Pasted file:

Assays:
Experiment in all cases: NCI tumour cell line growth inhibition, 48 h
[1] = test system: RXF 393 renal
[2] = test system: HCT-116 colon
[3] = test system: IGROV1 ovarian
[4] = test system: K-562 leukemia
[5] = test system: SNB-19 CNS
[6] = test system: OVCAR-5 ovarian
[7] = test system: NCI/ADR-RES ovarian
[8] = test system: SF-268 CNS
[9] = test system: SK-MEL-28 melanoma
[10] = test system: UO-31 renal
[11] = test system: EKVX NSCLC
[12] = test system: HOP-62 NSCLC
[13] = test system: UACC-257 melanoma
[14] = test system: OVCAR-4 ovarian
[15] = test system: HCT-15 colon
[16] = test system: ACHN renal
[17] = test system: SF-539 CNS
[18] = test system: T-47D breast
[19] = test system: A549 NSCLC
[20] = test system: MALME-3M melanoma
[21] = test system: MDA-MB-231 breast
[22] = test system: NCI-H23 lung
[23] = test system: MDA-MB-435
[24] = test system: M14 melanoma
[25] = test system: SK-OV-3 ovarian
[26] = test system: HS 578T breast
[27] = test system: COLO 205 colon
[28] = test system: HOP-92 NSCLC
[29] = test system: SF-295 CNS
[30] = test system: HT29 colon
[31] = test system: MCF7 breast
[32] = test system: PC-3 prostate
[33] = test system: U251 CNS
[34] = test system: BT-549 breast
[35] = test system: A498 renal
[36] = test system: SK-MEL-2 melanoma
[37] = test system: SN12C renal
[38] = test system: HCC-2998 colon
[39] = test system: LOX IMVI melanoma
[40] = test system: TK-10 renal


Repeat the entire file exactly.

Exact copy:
Assays:
Experiment in all cases: NCI tumour cell line growth inhibition, 48 h
[1] = test system: RXF 393 renal
[2] = test system: HCT-116 colon
[3] = test system: IGROV1 ovarian
[4] = test system: K-562 leukemia
[5] = test system: SNB-19 CNS
[6] = test system: OVCAR-5 ovarian
[7] = test system: NCI/ADR-RES ovarian
[8] = test system: SF-268 CNS
[9] = test system: SK-MEL-28 melanoma
[10] = test system: UO-31 renal
[11] = test system: EKVX NSCLC
[12] = test system: HOP-62 NSCLC
[13] = test system: UACC-257 melanoma
[14] = test system: OVCAR-4 ovarian
[15] = test system: HCT-15 colon
[16] = test system: ACHN renal
[17] = test system: SF-539 CNS
[18] = test system: T-47D breast
[19] = test system: A549 NSCLC
[20] = test system: MALME-3M melanoma
[21] = test system: MDA-MB-231 breast
[22] = test system: NCI-H23 lung
[23] = test system: MDA-MB-435
[24] = test system: M14 melanoma
[25] = test system: SK-OV-3 ovarian
[26] = test system: HS 578T breast
[27] = test system: COLO 205 colon
[28] = test system: HOP-92 NSCLC
[29] = test system: SF-295 CNS
[30] = test system: HT29 colon
[31] = test system: MCF7 breast
[32] = test system: PC-3 prostate
[33] = test system: U251 CNS
[34] = test system: BT-549 breast
[35] = test system: A498 renal
[36] = test system: SK-MEL-2 melanoma
[37] = test system: SN12C renal
[38] = test system: HCC-2998 colon
[39] = test system: LOX IMVI melanoma
[40] = test system: TK-10 renal